Types of Agents We Use


Tactical Sling


The non-lethal chemical agent of choice for law enforcement varies depending upon the circumstances an officer is faced with. Each type agent has it strengths and weaknesses.


CN is the agent that has fallen out of favor for a number of reasons. CN has one strength that is does not out weigh its weaknesses. That one strength is that when exposed to the heat of a person’s skin it begins to transform and form a vapor cloud that will surround a suspect. That means that where ever you get the chemical on the skin it will form that vapor cloud. That same cloud is a draw back to its use. When we’ve used an aerosol and we approach the subject to take him into custody we traditionally enter the same cloud and experience the same exposure as the suspect. Those cross contaminations made it unpleasant for officers to use their personal can of CN so they didn’t use it on a regular basis. In those instances where an officer has no other alternative the fight was on. The result was usually someone being injured. Another more serious drawback to the use of CN is the allergic reactions some people may experience resulting from the exposure to CN. About every one in 1,000 people may break out in a rash and in more serious exposures receive chemical type lesions/burns on the skin. If these lesions are not treated immediately they can lead to serious infections. CN is more toxic than other non-lethal chemical agents we traditionally use in law enforcement. That means that if a suspect is exposed to the agent long enough he may die from toxic poisoning. I.E. The amount it takes to die from over exposure is less than what it takes to die from over exposure to CS.


CS has its own strengths and weaknesses. CS has replaced CN for most law enforcement agencies because of its increased effectiveness and less toxicity than CN. It takes far less CS to effect a human being than it takes of CS. That alone makes it safer to use. Combined with the U.S. Army’s medical studies showing that it is less toxic as a chemical than CN. CS has enhanced symptoms over CN or OC. As we all know non-lethal chemical agents depend on a person’s psychological reactions. The feelings that one gets after being exposed to CS usually leads to a pause in combat. The person almost always starts thinking about the feeling being developed in his body and not the officer or any other activity. There have not been any allergic reactions attributed to the exposure to CS. However, repeated exposure can lead to building a tolerance for it making it less effective. Not many criminals are exposed to CS enough to build up that tolerance. Because of the small particle size CS stays “persistent”. That means that it stays airborne the longest of all the chemicals. This persistence leads to a faster more prolonged exposure. CS is the nonlethal chemical agent of choice for removing a suspect from inside a structure. That persistence and cloud of agent allows for more psychological effects than other agents.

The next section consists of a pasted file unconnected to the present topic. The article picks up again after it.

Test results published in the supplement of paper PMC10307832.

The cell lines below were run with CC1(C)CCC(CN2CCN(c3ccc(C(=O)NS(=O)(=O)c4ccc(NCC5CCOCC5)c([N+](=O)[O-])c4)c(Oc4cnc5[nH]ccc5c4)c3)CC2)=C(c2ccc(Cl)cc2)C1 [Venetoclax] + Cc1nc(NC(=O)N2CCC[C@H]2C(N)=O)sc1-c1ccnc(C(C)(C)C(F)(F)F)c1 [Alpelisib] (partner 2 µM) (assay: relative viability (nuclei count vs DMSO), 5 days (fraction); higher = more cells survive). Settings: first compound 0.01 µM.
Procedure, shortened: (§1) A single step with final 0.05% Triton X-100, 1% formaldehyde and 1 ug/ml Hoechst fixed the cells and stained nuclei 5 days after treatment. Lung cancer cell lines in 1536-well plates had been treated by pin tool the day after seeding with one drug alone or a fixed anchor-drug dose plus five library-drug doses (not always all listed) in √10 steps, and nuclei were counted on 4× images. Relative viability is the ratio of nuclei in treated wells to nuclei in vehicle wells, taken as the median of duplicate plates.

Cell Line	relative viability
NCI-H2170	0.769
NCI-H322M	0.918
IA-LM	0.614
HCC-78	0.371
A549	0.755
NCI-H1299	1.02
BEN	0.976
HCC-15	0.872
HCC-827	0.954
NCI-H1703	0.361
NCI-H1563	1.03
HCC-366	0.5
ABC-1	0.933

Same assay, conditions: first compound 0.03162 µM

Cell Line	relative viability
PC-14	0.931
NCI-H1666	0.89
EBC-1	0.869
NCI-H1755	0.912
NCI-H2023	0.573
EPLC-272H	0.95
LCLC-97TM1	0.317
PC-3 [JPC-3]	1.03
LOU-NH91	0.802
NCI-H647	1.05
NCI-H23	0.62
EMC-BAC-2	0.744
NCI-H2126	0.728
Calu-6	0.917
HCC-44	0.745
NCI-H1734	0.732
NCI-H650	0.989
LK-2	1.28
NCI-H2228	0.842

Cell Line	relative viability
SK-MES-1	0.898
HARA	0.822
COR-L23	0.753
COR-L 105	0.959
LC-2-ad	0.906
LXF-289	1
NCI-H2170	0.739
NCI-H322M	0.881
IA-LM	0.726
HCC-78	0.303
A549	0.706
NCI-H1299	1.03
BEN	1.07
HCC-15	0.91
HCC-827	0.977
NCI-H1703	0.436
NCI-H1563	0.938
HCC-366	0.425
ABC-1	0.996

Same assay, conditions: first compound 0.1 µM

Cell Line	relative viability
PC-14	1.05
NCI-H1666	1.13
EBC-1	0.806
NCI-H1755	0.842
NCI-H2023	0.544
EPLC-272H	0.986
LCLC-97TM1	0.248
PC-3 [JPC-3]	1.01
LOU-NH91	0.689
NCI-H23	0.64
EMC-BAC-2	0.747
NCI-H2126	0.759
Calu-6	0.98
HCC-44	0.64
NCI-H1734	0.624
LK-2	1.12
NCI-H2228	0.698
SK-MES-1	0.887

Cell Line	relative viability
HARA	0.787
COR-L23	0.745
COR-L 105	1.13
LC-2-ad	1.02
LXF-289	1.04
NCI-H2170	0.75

OC is the newest of the agents used by law enforcement. Although we have been using it since the early 1990’s we still have a lot to learn about it. OC is a naturally occurring substance found primarily in the pepper plant. There have been many studies both pro and con about the possible dangers of pepperthe use of the substance. The biggest disadvantage at this time is that there have been no long-term health studies concerning the use of the substance. There have been many short-term looks at the efficacy of its use. The majority of these studies feel that there is no health risk involved in the amounts we use in law enforcement. On the plus side Capsaicin, the ingredient in OC that makes it hot, has been used in pharmaceuticals for many years.  Some people are allergic to pepper. Use of OC on them can result in anaphylactic shock.  On the plus side we have very little cross contamination compared to CN or CS with OC. If you are using powdered OC there is even less cross contamination. Unlike CS and CN there has been no scientific studies giving us the toxic levels of exposure. A study on mice being injected with OC has a lethal dose recorded. So how much is enough? We don’t know. The biggest advantage we have using OC is that our officers feel confident in its use, don’t get a lot of cross contamination and are using it instead of other levels of force.  Anytime we can reduce injuries we have a win and the use of OC has definitely given us that win.





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